Another thing to be learned down the Haskell rabbit-hole: Thinking in infinites. Today someone posed a puzzle which I tried to solve in a straight-forward, recursive manner: Building a list of primes. The requested algorithm was plain enough:

Create a list of primes “as you go”, considering a number prime if it can’t be divided by any number already considered prime.

However, although my straightforward solution worked on discrete ranges, it couldn’t yield a single prime when called on an infinite range – something I’m completely unused to from other languages, except for some experience with the SERIES library in Common Lisp.

# An incomplete solution

Looking similar to something I might have written in Lisp, I came up with this answer:

```
= reverse . foldl fn []
primes where fn acc n
| n `dividesBy` acc = acc
| otherwise = (n:acc)
:ys)
dividesBy x (y| y == 1 = False
| x `mod` y == 0 = True
| otherwise = dividesBy x ys
= False dividesBy x []
```

But when I suggested this on #haskell, someone pointed out that you can’t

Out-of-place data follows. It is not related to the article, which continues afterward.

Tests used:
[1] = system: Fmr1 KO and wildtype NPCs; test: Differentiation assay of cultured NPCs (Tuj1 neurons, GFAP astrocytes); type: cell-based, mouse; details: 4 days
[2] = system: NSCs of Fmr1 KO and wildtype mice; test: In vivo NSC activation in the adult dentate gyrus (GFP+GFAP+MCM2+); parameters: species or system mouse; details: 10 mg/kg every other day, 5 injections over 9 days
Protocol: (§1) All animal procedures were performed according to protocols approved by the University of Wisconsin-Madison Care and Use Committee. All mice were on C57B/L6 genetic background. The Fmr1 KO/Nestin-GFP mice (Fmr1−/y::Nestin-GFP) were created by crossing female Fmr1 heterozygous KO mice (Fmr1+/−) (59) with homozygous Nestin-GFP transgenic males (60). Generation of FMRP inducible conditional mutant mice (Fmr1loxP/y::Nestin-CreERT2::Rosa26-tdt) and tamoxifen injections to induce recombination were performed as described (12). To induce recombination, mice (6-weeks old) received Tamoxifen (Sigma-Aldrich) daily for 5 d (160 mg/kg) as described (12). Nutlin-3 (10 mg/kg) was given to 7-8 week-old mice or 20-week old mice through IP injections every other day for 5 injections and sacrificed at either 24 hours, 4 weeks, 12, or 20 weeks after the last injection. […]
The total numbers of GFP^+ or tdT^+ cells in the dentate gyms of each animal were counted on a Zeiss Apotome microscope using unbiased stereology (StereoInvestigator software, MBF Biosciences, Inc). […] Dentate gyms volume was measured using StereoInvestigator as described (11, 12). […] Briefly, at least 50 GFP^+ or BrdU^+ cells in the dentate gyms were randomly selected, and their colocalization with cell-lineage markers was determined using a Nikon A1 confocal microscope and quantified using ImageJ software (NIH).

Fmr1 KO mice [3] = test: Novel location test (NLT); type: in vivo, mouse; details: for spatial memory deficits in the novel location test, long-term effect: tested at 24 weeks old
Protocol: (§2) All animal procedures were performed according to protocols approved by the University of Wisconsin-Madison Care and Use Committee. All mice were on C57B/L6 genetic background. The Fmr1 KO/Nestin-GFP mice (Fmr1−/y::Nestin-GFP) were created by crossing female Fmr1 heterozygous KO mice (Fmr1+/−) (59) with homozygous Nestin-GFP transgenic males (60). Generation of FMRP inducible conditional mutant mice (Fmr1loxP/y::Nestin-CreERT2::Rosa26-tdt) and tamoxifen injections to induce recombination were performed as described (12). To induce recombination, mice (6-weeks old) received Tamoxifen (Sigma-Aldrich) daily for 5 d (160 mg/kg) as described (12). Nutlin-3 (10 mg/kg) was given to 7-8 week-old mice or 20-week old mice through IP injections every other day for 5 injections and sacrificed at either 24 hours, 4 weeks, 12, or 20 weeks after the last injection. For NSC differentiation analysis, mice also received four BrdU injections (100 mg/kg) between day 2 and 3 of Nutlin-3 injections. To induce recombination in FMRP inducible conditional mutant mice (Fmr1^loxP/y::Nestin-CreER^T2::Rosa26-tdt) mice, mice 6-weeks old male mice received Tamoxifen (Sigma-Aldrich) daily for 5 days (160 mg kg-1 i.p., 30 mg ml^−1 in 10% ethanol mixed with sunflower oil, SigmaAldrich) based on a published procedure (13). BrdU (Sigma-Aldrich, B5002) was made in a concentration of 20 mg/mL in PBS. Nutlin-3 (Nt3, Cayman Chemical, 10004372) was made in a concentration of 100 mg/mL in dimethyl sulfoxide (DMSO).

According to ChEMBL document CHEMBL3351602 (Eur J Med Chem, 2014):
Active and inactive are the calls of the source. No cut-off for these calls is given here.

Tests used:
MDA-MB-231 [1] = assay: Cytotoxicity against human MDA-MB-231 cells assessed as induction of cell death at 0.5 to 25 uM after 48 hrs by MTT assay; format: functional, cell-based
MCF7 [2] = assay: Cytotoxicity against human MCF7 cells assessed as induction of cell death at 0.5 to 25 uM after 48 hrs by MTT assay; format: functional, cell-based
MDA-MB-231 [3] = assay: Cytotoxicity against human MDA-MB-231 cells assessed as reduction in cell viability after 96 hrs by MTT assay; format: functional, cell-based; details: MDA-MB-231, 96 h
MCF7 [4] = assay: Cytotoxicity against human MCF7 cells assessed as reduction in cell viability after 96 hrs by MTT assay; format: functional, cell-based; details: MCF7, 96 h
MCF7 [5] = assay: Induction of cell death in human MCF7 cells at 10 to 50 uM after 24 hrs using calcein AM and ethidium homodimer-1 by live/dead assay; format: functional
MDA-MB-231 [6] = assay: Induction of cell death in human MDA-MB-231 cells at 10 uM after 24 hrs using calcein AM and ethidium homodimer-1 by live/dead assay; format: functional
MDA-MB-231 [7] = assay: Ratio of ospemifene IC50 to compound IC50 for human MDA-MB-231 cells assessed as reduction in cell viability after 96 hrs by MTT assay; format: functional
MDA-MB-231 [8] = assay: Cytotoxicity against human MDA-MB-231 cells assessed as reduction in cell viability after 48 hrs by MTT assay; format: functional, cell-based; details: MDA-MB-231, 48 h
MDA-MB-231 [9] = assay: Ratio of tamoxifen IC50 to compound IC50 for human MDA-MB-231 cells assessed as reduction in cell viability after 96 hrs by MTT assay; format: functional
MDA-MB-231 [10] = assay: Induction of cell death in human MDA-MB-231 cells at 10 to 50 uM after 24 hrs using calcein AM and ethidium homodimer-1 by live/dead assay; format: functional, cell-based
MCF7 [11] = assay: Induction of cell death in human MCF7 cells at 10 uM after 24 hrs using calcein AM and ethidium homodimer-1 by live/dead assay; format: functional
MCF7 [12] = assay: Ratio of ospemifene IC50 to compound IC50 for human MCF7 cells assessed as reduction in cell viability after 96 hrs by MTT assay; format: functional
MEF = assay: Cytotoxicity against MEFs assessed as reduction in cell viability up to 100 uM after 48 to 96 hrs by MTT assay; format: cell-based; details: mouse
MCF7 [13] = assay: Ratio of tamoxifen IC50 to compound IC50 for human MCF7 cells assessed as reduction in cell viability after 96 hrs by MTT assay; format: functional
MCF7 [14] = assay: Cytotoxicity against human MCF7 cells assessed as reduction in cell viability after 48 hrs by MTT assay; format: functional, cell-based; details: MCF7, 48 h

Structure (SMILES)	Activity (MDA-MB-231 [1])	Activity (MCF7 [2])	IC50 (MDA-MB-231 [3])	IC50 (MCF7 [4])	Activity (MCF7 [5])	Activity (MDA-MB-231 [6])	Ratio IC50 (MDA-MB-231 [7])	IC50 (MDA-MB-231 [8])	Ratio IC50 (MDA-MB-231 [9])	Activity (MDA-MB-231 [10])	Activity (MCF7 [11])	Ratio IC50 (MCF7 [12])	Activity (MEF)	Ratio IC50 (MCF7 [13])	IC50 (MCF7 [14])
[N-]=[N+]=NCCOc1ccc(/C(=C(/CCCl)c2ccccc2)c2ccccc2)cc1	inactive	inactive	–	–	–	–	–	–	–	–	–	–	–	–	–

reverse an infinite list. That’s when a light-bulb turned on: I hadn’t learned
to think in infinites yet. Although my function worked fine for discrete
ranges, like `[1..100]`

, it crashed on `[1..]`

.

So back to the drawing board, later to come up with this infinite-friendly version:

```
primes :: [Int] -> [Int]
= fn []
primes where fn _ [] = []
:ys)
fn acc (y| y `dividesBy` acc = fn acc ys
| otherwise = y : fn (y:acc) ys
= False
dividesBy _ [] :ys)
dividesBy x (y| y == 1 = False
| x `mod` y == 0 = True
| otherwise = dividesBy x ys
```

Here the accumulator grows for each prime found, but returns results in order
whose value can be calculated as needed. This time when I put `primes [1..]`

into GHCi it printed out prime numbers immediately, but visibly slowed as the
accumulator grew larger.